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Home security systems
Security cameras, alarms, and other gear are more affordable than ever. Here’s what you may need.
Buy a door alarm
If you live in a condo or apartment where the main point of access is the front door, a simple door alarm can help protect you when you’re home. One piece goes on the door frame, the other on the door; when the two parts are pulled apart by opening the door, a loud siren will sound.
A basic model, which doesn’t connect to a monitoring service or send an alert to your smartphone, relies on a loud sound to scare away a burglar. You can buy a two-pack online for less than $15.
Install a video doorbell
Video doorbells containing a microphone and camera allow you to see and talk to someone at the door from your smartphone. Ring doorbells, the best-known brand, cost about $60–350, depending on the features.
These devices can run on batteries or be connected to your old doorbell’s wiring; some models come with high-definition video, enhanced audio, and even night vision. They usually turn on when motion sensors detect someone outside the door; some can even tell if the motion is caused by a person, rather than a roaming pet.
Wireless video doorbells are designed for quick and easy DIY installation—just remove your old doorbell and replace it. Wired models, which can use the electric wiring from your original doorbell, may be more difficult. Some companies offer installation services; otherwise, you can hire an electrician. Installation generally costs $100–250.
Mount security cameras
Installing cameras at entry points—front and back doors, for example—can discourage burglars, because they can’t be sure if they’re being watched. Ideally, you should position cameras out of easy reach to avoid tampering or theft.
If you don’t want to pay for a complete system and monitoring by a security company, consider purchasing a simple, “smart” wireless outdoor camera. For as little as $45, you can buy one that connects to your home’s Wi-Fi network and be monitored from your smartphone. This is a great option for renters on a budget seeking peace of mind without loud alarms.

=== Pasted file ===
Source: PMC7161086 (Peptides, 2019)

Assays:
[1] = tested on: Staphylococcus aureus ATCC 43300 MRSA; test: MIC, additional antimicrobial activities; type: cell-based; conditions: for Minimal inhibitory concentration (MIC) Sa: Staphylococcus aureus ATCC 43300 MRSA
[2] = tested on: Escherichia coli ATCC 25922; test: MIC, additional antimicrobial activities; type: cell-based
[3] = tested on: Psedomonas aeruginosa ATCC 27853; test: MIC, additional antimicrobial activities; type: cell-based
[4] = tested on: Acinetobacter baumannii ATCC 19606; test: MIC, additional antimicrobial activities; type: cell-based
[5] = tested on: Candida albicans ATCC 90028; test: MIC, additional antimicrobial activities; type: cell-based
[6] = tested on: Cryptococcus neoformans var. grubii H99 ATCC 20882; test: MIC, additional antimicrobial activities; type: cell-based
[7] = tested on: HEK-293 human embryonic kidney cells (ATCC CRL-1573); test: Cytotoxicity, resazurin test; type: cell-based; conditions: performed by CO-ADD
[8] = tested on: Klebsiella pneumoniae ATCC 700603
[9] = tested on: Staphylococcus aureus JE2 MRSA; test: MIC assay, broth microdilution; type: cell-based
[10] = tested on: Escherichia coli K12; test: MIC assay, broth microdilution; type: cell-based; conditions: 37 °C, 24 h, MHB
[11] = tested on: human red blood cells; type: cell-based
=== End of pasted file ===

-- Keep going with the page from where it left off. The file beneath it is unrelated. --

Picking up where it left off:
Invest in a home security system
One of the surest ways to make your home more secure is to invest in a reliable home security system. There are a wide variety of options available, from the latest DIY devices to professional companies that handle everything for a monthly fee.
Smart home security protects your home with a system of sensors, cameras, and alarms connected to a central hub that you can monitor on your phone, or pay to have professionally monitored. The system might also include smart locks, smart lights, and other devices.
To learn more about the latest home security devices, read Smart home security: Quick and easy home protection.
More home security tactics
Now that you’ve reinforced your home, here are some other important ways to prevent burglaries.
Shed some light
Keep nighttime burglars away by making sure your house is well lit, inside and out. Security flood lights will produce a bright, wide beam that illuminates the entry, driveway, and landscaping, for about $300–400 installed.
Or consider bright spotlights with motion detectors that only turn on when they sense movement, Sofer recommends. This feature reduces energy waste and nighttime light pollution.
Well-installed lighting won’t cause excess light pollution or bother other families. To be sure, look for specially marked “Good Neighbor” lighting products from certain home-improvement stores, or a Fixture Seal of Approval from the International Dark-Sky Association (IDA). These labels certify that the lighting minimizes glare, spilling over into a neighbor’s yard or windows, or skyglow (the amount of artificial light that floods the sky at night).